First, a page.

The Convivio Now and Again Series comprises oral histories from Italian-community members. In this excerpt from an interview with Fran Marline Stephenson, Fran discusses a dynamic experienced by many Italian Americans during World War II.
The war was getting really heavy, and a man in an officer’s uniform came to our door. He said, “I have some papers here, and I want you to read these. You have to leave your home and go to Oklahoma, and you’re going to go into a concentration camp. We’re going to take all the people who live near the waterfront because you’re too dangerous.” I said, “I don’t understand why we’re dangerous. My brother is in the Navy. I worked in an aircraft plant. And you’re telling me that you’re gonna put me in a camp with a bunch of people? I’m not a foreigner.” He said, “Well, your father doesn’t have second papers.” I said, “I’ll fix that, but don’t tell me you’re gonna take me out of my house. And who do you think you are, coming here and telling me…this is my country.” I just tore into him, that poor soul. And he just looked at me. He said, “All right, all right, don’t get excited.” And I said, “Excited? I’m furious to think that my government would come and tell me that they’re gonna put my family in a concentration camp. Shame on them.” He said, “Well, I’ll give you a month. If your father can write his name and go get his second papers, we’ll forgive you for that.”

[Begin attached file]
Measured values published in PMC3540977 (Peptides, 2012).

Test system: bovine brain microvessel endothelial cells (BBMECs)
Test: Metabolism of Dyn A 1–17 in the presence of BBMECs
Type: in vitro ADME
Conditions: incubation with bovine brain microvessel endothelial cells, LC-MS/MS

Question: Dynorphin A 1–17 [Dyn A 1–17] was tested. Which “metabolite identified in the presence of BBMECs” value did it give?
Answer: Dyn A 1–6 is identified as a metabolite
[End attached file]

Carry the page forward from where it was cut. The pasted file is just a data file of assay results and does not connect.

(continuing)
And we got out a big sheet of paper, and I gave my father a pencil and said, “You’re gonna write your name.” He said, “What? I can’t.” I said, “You’re gonna learn, starting tonight.” And his hands were so thick because he pulled in [fishing] nets all the time that he couldn’t bend them. I put a pencil in his hand and I said, “Okay, now I’m gonna show you.” I took his hand and I said, “Federico.” I wrote, Federico. Now you write it by yourself.” And very slowly he copied it. He looked at it for a while and he said, “That’s my name?” I said, “Yes, Pa, that’s your name.” He said, “I’ve never seen my name written before.”
And so it was about four months later, we had to go to court, and all kinds of people were coming there to get their last papers. But they had to learn to say The Constitution of the United States. So we practiced it and we practiced it. “Pa, today we’re going and you have to tell the judge, say, ‘The Constitution of the United States.’” Well, I didn’t know what he’d kept in his head. But he got up in front of him and the judge said, “Mr. Marline, can you say ‘The Constitution of the United States?’” And he goes, “Lo conna-sta-too-shon,” and that’s all he said, “Lo conna-sta-too-shon.” And the judge pounded his gavel and said, “That’s okay—at least you tried.” And he got his second papers.
And he was so overwhelmed, he said, “Gee, just think, I’m an American citizen now.” He was so proud. And even before he had his papers given to him, every flag day we used to have a little flag, and he’d put that outside the window—he had a little stand for it, let everybody know that he believed in this country. And what I learned in my lifetime in Little Italy was being different, and yet the same. We’re all the same people, we’re just different color, but we’re still the same people.